Usage of punctuation marks in academic writing
These are symbols which indicate the organisation in written language, structure and the intonation to be observed in a sentence when it is read aloud. In the written English, It has been necessary to eliminate the ambiguity existing in a sentence. For this reason, punctuation marks have been in used to bring out the intended meaning of a sentence rather than the variations that can be gotten from it. The punctuation practice had not been embraced in fully but not long after printing was invented, many of these marks have been added till to date. As of now, the number of the punctuation marks has reached fourteen, but many are yet to be added with time and their relevance of use in the written language. Body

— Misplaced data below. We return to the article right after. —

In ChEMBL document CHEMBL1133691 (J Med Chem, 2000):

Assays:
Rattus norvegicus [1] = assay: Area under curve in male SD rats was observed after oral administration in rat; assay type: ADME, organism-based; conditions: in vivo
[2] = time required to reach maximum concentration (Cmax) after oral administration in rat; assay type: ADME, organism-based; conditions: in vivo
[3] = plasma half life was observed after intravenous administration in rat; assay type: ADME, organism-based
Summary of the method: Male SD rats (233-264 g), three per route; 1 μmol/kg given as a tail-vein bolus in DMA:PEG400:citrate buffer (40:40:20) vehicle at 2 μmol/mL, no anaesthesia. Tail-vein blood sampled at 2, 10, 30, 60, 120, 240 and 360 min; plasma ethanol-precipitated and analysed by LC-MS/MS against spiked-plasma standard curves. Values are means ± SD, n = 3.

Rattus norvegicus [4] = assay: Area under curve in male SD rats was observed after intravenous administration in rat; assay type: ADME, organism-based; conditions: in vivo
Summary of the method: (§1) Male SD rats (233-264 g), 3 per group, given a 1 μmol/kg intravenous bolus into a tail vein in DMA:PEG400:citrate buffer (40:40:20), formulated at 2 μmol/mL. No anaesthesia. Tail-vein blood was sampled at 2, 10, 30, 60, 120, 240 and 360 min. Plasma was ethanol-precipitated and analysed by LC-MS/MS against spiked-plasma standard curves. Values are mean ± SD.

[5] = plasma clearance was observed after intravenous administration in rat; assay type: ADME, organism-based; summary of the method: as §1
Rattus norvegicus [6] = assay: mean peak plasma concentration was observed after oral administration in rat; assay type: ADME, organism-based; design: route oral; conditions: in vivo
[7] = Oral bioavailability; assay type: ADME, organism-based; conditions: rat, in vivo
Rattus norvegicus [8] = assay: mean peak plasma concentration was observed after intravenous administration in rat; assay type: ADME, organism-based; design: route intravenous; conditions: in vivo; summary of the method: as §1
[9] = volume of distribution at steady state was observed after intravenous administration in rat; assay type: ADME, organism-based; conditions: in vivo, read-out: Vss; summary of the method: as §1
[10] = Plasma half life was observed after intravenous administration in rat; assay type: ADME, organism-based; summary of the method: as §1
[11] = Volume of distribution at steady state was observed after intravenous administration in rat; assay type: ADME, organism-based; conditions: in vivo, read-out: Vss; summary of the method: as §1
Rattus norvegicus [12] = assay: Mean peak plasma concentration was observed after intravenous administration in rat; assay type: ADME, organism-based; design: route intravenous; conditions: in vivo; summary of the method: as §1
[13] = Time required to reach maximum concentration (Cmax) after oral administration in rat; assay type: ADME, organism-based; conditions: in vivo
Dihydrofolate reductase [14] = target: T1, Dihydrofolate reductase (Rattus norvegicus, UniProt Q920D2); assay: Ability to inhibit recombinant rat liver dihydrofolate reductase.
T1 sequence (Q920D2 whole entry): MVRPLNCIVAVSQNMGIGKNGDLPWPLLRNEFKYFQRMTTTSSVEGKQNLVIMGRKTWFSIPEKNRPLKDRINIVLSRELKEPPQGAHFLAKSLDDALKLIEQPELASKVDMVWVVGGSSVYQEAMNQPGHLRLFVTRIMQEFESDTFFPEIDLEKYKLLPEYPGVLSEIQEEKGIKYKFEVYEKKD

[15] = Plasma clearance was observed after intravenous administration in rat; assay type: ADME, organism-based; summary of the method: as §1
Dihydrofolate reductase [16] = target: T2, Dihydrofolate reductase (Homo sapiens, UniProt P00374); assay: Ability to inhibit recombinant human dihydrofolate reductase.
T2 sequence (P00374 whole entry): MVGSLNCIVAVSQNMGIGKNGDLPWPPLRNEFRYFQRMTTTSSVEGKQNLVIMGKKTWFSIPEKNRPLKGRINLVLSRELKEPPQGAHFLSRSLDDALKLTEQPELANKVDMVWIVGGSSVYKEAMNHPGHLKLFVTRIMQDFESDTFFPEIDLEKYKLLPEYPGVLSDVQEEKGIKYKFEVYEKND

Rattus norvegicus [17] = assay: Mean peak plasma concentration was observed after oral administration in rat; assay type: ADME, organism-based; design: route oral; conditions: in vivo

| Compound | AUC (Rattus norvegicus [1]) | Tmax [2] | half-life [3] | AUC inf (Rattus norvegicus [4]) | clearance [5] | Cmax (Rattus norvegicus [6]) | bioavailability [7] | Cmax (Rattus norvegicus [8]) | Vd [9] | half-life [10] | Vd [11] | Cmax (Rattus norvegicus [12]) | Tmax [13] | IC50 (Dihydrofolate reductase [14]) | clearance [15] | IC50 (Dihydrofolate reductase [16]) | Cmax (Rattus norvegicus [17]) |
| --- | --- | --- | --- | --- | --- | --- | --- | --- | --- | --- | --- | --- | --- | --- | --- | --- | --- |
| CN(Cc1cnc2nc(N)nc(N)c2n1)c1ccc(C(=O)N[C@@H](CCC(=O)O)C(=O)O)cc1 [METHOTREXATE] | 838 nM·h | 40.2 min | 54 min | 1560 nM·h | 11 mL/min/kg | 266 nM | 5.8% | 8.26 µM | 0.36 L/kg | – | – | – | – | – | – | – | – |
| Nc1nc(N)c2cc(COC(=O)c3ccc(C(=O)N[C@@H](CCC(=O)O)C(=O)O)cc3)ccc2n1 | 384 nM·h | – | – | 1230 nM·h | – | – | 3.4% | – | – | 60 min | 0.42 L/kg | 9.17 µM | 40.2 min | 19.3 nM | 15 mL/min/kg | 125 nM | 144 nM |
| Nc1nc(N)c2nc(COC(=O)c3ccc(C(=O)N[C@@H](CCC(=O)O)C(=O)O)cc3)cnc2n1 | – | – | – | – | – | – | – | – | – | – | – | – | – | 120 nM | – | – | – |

The comma is denoted by the mark (,) and is more or less the same to the apostrophe except the area of placement where it is normally situated at the base of the text line. This mark has many uses depending on the different situation that the user might find appropriate. It is mostly used when one wants to separate elements or ideas that happen to appear in series (three elements or more) in a sentence, including the furthermost two elements appearing at the end as explained by Michael (57). Example: He grabbed the little child, raised an alarm, and ran for their lives. In this example, the second comma is known as a serial comma. The second use of a comma is when it is used together with a conjunction to connect two clauses. This is employed when there is a need to separate two independent clause and doing it with a coordinating conjunction is felt to be not enough. Example: He was summoned by his master, but harkened to the voice of his co-worker instead. Sometimes, the connection made by the coordinating conjunction is balanced nicely and so there is no need to use the comma for the separation. E.g. He was summoned by his master but harkened to the voice of his work mate instead. It has also been used as a counter balance between parenthetical elements. Example: The Panama Canal, used to link the two opposite water masses, was built long before most of us were born. It is used also at the beginning of introductory elements. Example: “Having eaten with pigs for quite some good time, the prodigal son realized that his father at home was still wealthy. In this example, one can omit the comma but if only will not result in a confusing statement or slight hesitation in reading. Another use is that it has often been used when we want to separate coordinate adjectives in a sentence. Example: That short, handsome, brown young man is our class representative. This mark has also found another use especially when one wants to set off quoted elements. It is a general rule used every time when one is quoting words or statements uttered by somebody. Example: Jonathan was the one who spoke in the last conference; he let us know of his commitment to it when he said, “I would rather die than live to experience this happen to me. I will fight to the bitter end…” or it can be used in this manner also. “The answer is,” said Joan, “I cannot access it now.” Commas can also be used when setting off phrases which show contrast. Example: Atheists believe at the end of time there will be peace and order, not burning brimstone fire. Another use is when one wants to avoid confusion int the message he/she intend to pass across. This is shown in the following examples: (a) Outside the hotel was painted in a beautiful pattern. And (b) Outside, the hotel was painted in a beautiful pattern. Apart from these, comma has mostly been used when one is writing a letter especially in the salutation part. E.g. Dear Sir/Madame. This has been the format ever since in many of the letters. Lastly, it has been used in the ideas and elements separation in a sentence structure. Example: He wants to buy some shoes: blue canvas, black leather, and brown...